How to Customize a Map for Other Minecraft Players
To design a detailed custom map, make the map well-adjusted for your Minecraft players: it should be sufficiently fun, not too easy or difficult, and well-detailed. Keep reading to figure out how to set up a map and use redstone to control the adventure.
Setting up the map
Especially in adventure or survival maps, be sure to complete these actions:
Set the world spawn. This area is the one in which all new players first appear. Provide some sort of plaza or platform, and then use the setworldspawn command at its center to mark it.
Determine the game rules. The gamerule command is important in determining the settings for the world. Many custom maps activate the keepInventory rule, and deactivate rules like doDaylightCycle, doMobSpawning, doTileDrops, doFireTick, and mobGriefing.
Give players proper freedoms and restrictions. Players must be able to play your custom map, but don’t let them break the mechanics of the game! Remember that every block in Minecraft can be destroyed.
To prevent your brilliantly designed dungeon or arcade from being wrecked, you can use the defaultgamemode command to put all players in Adventure mode — this mode prevents players from breaking blocks unless they have the right tools, so you can choose exactly which tools they’re allowed to have.
Bedrock and barriers make good walls for non-Adventure mode maps because they cannot be destroyed or moved by players, unless the game is in Creative mode.
Build that setting and instructions. Players need to know where they are, how they should use the map, and what to do next.
Setting up the game is, relatively speaking, the easy part — you need to execute only a few commands from the Chat window, setting all the rules and modes detailed in the preceding list. After players have started on your custom map, however, you need to guide their actions to produce fun results. This is where the heart of your world’s redstone takes effect.
Controlling the adventure with redstone
As mentioned previously, redstone is meant to connect input to output — in a custom map, the inputs are the actions of the map’s players. As players progress through the map, you can use redstone to control the adventure in various ways, including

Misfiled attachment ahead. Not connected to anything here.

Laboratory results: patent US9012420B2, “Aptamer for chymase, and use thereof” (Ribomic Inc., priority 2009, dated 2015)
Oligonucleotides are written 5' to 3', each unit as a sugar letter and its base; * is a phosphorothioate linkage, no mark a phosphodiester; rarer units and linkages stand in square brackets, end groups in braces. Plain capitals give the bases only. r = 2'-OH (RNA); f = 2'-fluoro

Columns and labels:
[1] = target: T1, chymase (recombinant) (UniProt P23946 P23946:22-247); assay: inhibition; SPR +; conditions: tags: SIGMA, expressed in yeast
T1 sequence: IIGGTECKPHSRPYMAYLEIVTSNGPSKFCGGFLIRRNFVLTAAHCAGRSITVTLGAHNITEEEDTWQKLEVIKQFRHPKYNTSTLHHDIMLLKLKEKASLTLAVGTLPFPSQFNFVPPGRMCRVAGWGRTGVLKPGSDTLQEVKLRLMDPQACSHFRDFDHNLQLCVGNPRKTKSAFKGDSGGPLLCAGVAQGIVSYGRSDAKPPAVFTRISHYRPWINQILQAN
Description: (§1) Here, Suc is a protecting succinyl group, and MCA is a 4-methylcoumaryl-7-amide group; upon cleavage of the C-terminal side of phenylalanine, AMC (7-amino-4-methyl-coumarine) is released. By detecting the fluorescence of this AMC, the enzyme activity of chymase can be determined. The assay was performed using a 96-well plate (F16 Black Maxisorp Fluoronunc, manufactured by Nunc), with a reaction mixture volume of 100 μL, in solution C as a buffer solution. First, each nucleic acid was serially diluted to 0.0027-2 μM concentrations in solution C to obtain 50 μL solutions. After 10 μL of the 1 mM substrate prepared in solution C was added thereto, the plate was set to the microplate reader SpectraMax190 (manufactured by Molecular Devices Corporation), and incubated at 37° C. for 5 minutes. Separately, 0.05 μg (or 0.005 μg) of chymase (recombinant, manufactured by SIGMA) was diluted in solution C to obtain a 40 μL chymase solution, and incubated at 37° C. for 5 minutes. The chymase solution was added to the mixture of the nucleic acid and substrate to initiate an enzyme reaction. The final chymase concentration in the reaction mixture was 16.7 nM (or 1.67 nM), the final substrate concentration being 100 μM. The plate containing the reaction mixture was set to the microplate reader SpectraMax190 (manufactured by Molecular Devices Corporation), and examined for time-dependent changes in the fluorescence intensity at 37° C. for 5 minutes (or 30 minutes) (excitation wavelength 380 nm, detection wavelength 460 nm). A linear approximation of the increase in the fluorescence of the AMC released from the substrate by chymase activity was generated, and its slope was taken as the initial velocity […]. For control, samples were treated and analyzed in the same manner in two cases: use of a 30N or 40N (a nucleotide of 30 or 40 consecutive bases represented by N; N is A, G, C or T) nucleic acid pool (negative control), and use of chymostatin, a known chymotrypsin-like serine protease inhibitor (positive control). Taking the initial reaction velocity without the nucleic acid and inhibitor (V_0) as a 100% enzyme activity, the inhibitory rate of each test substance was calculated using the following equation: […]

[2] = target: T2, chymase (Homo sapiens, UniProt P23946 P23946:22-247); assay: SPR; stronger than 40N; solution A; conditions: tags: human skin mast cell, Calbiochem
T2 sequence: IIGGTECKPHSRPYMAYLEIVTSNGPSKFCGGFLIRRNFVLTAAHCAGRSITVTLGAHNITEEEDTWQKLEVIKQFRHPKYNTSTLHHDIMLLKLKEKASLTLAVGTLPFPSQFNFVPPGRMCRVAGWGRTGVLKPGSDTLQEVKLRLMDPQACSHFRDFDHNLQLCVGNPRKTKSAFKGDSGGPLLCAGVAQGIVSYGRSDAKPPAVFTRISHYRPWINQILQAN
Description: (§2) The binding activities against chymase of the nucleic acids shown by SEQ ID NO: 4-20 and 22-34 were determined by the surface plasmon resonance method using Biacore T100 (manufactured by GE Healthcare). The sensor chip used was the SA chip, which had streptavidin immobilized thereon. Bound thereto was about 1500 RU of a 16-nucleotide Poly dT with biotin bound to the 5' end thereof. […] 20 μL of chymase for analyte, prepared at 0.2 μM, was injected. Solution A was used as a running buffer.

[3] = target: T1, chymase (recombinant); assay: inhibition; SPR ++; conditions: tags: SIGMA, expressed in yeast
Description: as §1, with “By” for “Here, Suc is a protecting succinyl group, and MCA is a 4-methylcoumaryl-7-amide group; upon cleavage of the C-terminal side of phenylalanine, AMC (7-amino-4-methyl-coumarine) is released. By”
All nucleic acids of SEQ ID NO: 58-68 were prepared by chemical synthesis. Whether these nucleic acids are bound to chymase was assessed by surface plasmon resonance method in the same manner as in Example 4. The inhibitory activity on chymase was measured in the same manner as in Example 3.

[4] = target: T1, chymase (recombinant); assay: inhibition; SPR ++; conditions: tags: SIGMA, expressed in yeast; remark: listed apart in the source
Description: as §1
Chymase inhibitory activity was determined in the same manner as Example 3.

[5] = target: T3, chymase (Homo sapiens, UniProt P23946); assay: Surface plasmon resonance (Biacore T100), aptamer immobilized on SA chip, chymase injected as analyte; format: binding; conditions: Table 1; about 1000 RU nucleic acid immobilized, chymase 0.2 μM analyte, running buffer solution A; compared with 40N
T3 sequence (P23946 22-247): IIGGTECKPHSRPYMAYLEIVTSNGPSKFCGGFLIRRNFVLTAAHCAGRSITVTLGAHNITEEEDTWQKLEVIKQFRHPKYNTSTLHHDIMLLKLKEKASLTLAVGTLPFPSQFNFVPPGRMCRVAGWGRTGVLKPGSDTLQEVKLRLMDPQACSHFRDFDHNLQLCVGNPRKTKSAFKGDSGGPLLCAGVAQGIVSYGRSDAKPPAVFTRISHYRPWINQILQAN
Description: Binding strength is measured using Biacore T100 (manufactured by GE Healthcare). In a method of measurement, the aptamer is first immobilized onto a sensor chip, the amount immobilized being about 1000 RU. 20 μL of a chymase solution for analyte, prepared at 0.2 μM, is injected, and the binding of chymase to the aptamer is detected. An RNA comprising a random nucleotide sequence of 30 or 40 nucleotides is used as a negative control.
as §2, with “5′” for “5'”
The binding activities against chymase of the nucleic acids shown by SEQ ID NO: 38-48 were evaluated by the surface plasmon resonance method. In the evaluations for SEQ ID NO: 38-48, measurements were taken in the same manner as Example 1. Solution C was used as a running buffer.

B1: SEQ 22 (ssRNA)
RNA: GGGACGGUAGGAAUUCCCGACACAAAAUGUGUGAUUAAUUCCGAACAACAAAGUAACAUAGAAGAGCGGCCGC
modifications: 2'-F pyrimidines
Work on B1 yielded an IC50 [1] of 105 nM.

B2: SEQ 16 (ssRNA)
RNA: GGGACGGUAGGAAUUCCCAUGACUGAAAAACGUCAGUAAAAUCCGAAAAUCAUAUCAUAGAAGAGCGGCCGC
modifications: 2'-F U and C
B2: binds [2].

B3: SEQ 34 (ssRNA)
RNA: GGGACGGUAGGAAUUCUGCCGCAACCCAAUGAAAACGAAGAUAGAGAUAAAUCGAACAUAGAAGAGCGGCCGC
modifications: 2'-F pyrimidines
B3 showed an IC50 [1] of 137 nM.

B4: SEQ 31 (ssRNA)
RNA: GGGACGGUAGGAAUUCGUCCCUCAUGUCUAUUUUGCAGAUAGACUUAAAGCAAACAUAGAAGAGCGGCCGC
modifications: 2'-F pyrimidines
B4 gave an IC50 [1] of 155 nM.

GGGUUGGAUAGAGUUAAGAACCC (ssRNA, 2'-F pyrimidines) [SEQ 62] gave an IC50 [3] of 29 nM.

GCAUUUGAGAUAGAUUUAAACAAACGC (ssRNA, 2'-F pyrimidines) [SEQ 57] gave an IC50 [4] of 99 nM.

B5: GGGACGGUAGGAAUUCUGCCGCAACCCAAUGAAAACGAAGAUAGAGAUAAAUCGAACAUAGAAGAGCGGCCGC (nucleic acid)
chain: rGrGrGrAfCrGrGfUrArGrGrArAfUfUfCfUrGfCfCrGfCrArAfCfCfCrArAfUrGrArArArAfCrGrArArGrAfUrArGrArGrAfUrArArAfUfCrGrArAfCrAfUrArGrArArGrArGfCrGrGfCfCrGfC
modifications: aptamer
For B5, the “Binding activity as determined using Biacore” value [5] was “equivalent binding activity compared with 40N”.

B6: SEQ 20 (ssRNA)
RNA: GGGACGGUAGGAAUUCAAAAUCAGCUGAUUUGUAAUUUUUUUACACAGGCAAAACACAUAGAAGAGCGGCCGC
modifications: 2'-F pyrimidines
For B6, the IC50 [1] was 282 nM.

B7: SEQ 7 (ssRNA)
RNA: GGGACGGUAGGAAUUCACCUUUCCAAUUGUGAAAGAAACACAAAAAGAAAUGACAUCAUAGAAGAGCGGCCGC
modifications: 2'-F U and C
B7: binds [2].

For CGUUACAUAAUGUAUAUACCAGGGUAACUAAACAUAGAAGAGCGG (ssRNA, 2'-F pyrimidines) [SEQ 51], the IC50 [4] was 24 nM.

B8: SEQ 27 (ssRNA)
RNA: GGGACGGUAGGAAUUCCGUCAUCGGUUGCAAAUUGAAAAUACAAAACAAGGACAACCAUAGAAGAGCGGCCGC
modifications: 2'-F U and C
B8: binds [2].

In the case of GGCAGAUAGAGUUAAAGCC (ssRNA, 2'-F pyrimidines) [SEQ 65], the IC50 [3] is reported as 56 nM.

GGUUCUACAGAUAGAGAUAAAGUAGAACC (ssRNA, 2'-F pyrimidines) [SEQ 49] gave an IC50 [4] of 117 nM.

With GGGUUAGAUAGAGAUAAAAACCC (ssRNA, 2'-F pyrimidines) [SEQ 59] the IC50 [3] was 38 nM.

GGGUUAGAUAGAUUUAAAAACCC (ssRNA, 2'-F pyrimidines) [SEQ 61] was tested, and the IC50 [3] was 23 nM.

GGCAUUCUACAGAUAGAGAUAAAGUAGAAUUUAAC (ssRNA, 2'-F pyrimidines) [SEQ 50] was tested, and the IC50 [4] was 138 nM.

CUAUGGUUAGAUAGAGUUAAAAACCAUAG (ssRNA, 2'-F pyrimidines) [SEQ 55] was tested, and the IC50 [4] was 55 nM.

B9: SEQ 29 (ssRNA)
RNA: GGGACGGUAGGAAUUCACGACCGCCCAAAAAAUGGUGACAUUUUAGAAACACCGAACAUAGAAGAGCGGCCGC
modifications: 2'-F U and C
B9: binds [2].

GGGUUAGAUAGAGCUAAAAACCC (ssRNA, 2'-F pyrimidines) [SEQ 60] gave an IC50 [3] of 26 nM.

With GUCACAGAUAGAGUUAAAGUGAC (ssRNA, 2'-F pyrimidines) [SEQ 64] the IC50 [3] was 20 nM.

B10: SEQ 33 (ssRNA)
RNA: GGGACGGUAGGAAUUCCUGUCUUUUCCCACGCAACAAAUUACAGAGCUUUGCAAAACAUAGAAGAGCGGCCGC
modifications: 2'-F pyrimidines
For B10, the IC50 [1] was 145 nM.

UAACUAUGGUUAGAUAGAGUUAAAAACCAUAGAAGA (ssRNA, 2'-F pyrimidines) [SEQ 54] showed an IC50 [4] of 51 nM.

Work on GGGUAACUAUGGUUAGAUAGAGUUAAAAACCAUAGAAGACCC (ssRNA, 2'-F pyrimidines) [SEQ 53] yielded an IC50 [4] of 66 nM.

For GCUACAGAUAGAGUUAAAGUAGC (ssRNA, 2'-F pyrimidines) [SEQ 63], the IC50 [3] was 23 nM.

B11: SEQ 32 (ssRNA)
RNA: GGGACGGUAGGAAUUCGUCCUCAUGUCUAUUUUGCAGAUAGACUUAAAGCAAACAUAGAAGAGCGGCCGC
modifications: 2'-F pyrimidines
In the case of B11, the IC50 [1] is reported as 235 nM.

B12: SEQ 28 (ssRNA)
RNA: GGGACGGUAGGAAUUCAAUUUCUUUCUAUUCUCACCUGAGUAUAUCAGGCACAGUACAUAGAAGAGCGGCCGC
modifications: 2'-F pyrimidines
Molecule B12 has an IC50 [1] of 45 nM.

Introduce redstone-powered challenges: For example, hook some sticky pistons to a loop, which produces a set of constantly moving blocks that you can make players jump across or dodge. You can also use command blocks, or dispensers containing monster eggs, to summon enemies whenever players draw near.
Control minigames: Do you want a game to have a scoring system? Do you want your minigame to complete computations to determine the challenges and rewards it gives to players? Do you want pistons to drop the losing player into the void? Most minigames like these use quite a bit of redstone behind the scenes, like circuits which control the mechanisms, or counters which record the players’ scores.
Run scoreboards and variables: You can use memory latches or scoreboards to keep track of the status of the map and players, from scores to progression to unlocked rewards. This sort of tracking is useful for creating a sense of completion for players, as long as you show them their progress along the way.
Create tricky blocks and entities with commands: Maybe you want players to fight a spider-riding zombie with triple health or you want blocks and treasure chests to appear from nowhere with particular settings. You can do all this by connecting command blocks to pressure plates or other machines and by using the command to summon special blocks or entities.
Choreograph effects and events: You can hook up redstone around the entire map to control its structure and progression.